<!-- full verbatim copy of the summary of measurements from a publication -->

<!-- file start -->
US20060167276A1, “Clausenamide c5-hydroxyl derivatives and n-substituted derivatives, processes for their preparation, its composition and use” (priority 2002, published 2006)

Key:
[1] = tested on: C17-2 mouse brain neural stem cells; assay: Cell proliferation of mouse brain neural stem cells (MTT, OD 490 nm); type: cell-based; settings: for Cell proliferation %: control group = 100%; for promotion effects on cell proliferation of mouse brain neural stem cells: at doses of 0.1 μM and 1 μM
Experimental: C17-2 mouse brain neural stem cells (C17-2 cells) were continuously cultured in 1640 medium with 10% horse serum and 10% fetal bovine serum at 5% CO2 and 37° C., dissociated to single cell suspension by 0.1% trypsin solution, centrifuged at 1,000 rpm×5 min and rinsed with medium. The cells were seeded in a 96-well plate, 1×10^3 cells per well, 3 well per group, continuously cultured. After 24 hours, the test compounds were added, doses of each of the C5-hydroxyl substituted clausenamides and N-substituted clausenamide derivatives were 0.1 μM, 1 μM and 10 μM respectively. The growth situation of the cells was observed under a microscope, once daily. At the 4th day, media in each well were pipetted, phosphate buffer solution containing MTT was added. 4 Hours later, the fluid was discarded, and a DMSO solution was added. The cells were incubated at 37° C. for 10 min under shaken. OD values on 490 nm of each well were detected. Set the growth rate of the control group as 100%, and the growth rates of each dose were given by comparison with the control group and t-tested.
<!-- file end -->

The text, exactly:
US20060167276A1, “Clausenamide c5-hydroxyl derivatives and n-substituted derivatives, processes for their preparation, its composition and use” (priority 2002, published 2006)

Key:
[1] = tested on: C17-2 mouse brain neural stem cells; assay: Cell proliferation of mouse brain neural stem cells (MTT, OD 490 nm); type: cell-based; settings: for Cell proliferation %: control group = 100%; for promotion effects on cell proliferation of mouse brain neural stem cells: at doses of 0.1 μM and 1 μM
Experimental: C17-2 mouse brain neural stem cells (C17-2 cells) were continuously cultured in 1640 medium with 10% horse serum and 10% fetal bovine serum at 5% CO2 and 37° C., dissociated to single cell suspension by 0.1% trypsin solution, centrifuged at 1,000 rpm×5 min and rinsed with medium. The cells were seeded in a 96-well plate, 1×10^3 cells per well, 3 well per group, continuously cultured. After 24 hours, the test compounds were added, doses of each of the C5-hydroxyl substituted clausenamides and N-substituted clausenamide derivatives were 0.1 μM, 1 μM and 10 μM respectively. The growth situation of the cells was observed under a microscope, once daily. At the 4th day, media in each well were pipetted, phosphate buffer solution containing MTT was added. 4 Hours later, the fluid was discarded, and a DMSO solution was added. The cells were incubated at 37° C. for 10 min under shaken. OD values on 490 nm of each well were detected. Set the growth rate of the control group as 100%, and the growth rates of each dose were given by comparison with the control group and t-tested.